11. Hillebrand, Evan, 2008. "The Global Distribution of Income in 2050," World Development, Elsevier, vol. 36(5), pages 727-740, May.
    12. Subramanian Rangan, 2000. "Search and Deliberation in International Exchange: Microfoundations to Some Macro Patterns," Journal of International Business Studies, Palgrave Macmillan;Academy of International Business, vol. 31(2), pages 205-222, June.
    13. Ronald C. Fisher, 1997. "Effects of state and local public services on economic development," New England Economic Review, Federal Reserve Bank of Boston, issue Mar, pages 53-82.
    14. Brown, Martin & Philips, Peter, 1986. "Craft Labor and Mechanization in Nineteenth-Century American Canning," The Journal of Economic History, Cambridge University Press, vol. 46(03), pages 743-756, September.
    15. Helpman, Elhanan, 1984. "A Simple Theory of International Trade with Multinational Corporations," Journal of Political Economy, University of Chicago Press, vol. 92(3), pages 451-471, June.
    16. Park, C Whan & Lessig, V Parker, 1981. " Familiarity and Its Impact on Consumer Decision Biases and Heuristics," Journal of Consumer Research, Oxford University Press, vol. 8(2), pages 223-230, September.
    17. N/A, 2007. "At a Glance," National Institute Economic Review, National Institute of Economic and Social Research, vol. 200(1), pages 2-3, April.
    Full references (including those not matched with items on IDEAS)


    Citations are extracted by the CitEc Project, subscribe to its RSS feed for this item.

    Cited by:

    1. Blanc-Brude, Frédéric & Cookson, Graham & Piesse, Jenifer & Strange, Roger, 2014. "The FDI location decision: Distance and the effects of spatial dependence," International Business Review, Elsevier, vol. 23(4), pages 797-810.
    2. Nielsen, Bo Bernhard & Asmussen, Christian Geisler & Weatherall, Cecilie Dohlmann, 2017. "The location choice of foreign direct investments: Empirical evidence and methodological challenges," Journal of World Business, Elsevier, vol. 52(1), pages 62-82.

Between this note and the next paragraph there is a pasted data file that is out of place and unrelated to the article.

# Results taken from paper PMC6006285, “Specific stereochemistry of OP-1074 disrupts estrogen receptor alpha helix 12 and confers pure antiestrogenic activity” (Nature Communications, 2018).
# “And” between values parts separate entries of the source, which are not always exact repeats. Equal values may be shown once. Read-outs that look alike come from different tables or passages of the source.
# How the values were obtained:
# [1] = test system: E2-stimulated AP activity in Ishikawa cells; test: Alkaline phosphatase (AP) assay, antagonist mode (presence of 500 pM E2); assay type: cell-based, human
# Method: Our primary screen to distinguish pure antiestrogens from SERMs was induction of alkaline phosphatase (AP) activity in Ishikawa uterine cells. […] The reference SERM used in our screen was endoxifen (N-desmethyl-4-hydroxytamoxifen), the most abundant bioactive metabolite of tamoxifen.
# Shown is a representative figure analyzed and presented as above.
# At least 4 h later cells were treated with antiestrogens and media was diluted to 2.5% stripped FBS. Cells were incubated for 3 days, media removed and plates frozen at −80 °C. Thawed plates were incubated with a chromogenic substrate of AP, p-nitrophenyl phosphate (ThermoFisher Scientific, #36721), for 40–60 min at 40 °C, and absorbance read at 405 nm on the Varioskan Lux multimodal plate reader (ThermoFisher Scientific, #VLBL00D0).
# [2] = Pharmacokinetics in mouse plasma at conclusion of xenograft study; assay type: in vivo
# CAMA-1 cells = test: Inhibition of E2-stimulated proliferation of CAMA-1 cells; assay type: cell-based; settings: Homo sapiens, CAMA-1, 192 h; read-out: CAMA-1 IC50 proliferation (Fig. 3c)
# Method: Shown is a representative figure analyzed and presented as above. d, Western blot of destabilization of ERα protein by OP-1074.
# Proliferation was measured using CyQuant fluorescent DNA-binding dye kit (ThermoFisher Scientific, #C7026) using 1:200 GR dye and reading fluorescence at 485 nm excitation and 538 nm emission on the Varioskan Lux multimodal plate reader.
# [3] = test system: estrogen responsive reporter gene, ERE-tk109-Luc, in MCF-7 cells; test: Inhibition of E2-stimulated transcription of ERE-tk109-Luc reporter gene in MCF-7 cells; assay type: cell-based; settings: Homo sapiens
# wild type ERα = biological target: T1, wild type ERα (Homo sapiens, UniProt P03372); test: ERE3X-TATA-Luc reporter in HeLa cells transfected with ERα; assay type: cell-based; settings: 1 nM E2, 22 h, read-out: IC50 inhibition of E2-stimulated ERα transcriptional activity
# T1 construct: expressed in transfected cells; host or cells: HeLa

3. Oladottir, Asta Dis & Hobdari, Bersant & Papanastassiou, Marina & Pearce, Robert & Sinani, Evis, 2012. "Strategic complexity and global expansion: An empirical study of newcomer Multinational Corporations from small economies," Journal of World Business, Elsevier, vol. 47(4), pages 686-695.
    4. Martijn J. Burger & Bert van der Knaap & Ronald S. Wall, 2013. "Revealed competition for greenfield investments between European regions," Journal of Economic Geography, Oxford University Press, vol. 13(4), pages 619-648, July.
    5. repec:gam:jsusta:v:9:y:2017:i:5:p:800-:d:98285 is not listed on IDEAS
    6. Chen, Chung-Jen & Hsiao, Yung-Chang, 2013. "The endogenous role of location choice in product innovations," Journal of World Business, Elsevier, vol. 48(3), pages 360-372.


    All material on this site has been provided by the respective publishers and authors. You can help correct errors and omissions. When requesting a correction, please mention this item's handle: RePEc:eee:worbus:v:46:y:2011:i:2:p:154-165. See general information about how to correct material in RePEc.

    For technical questions regarding this item, or to correct its authors, title, abstract, bibliographic or download information, contact: (Dana Niculescu). General contact details of provider: .

    If you have authored this item and are not yet registered with RePEc, we encourage you to do it here. This allows to link your profile to this item. It also allows you to accept potential citations to this item that we are uncertain about.

    If CitEc recognized a reference but did not link an item in RePEc to it, you can help with this form .

    If you know of missing items citing this one, you can help us creating those links by adding the relevant references in the same way as above, for each refering item. If you are a registered author of this item, you may also want to check the "citations" tab in your RePEc Author Service profile, as there may be some citations waiting for confirmation.

    Please note that corrections may take a couple of weeks to filter through the various RePEc services.

    IDEAS is a RePEc service hosted by the Research Division of the Federal Reserve Bank of St. Louis . RePEc uses bibliographic data supplied by the respective publishers.